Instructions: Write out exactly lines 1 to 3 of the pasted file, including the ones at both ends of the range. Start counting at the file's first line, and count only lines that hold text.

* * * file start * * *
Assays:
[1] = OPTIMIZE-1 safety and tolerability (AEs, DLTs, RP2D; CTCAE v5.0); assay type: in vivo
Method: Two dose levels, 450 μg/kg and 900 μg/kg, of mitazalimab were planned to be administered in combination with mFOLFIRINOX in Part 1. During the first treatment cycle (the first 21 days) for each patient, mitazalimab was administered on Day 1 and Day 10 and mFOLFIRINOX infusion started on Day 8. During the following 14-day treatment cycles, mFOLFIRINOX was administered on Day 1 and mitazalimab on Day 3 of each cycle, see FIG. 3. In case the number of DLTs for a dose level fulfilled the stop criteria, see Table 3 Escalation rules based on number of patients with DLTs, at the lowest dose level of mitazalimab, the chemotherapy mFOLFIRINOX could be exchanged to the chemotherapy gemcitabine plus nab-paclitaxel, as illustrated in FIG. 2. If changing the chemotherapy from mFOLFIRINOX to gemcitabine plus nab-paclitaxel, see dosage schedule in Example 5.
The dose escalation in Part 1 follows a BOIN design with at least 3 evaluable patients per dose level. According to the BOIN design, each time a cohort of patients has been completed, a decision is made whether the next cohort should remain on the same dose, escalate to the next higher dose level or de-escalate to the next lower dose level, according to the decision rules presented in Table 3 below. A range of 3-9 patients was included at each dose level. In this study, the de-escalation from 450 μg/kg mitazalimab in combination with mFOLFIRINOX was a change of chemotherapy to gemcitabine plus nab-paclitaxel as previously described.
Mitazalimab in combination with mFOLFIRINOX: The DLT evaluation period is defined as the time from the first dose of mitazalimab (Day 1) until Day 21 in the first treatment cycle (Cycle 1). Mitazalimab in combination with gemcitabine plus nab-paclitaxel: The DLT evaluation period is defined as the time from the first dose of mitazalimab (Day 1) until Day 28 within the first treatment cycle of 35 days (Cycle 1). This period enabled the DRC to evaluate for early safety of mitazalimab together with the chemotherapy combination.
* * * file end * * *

Assays:
[1] = OPTIMIZE-1 safety and tolerability (AEs, DLTs, RP2D; CTCAE v5.0); assay type: in vivo
Method: Two dose levels, 450 μg/kg and 900 μg/kg, of mitazalimab were planned to be administered in combination with mFOLFIRINOX in Part 1. During the first treatment cycle (the first 21 days) for each patient, mitazalimab was administered on Day 1 and Day 10 and mFOLFIRINOX infusion started on Day 8. During the following 14-day treatment cycles, mFOLFIRINOX was administered on Day 1 and mitazalimab on Day 3 of each cycle, see FIG. 3. In case the number of DLTs for a dose level fulfilled the stop criteria, see Table 3 Escalation rules based on number of patients with DLTs, at the lowest dose level of mitazalimab, the chemotherapy mFOLFIRINOX could be exchanged to the chemotherapy gemcitabine plus nab-paclitaxel, as illustrated in FIG. 2. If changing the chemotherapy from mFOLFIRINOX to gemcitabine plus nab-paclitaxel, see dosage schedule in Example 5.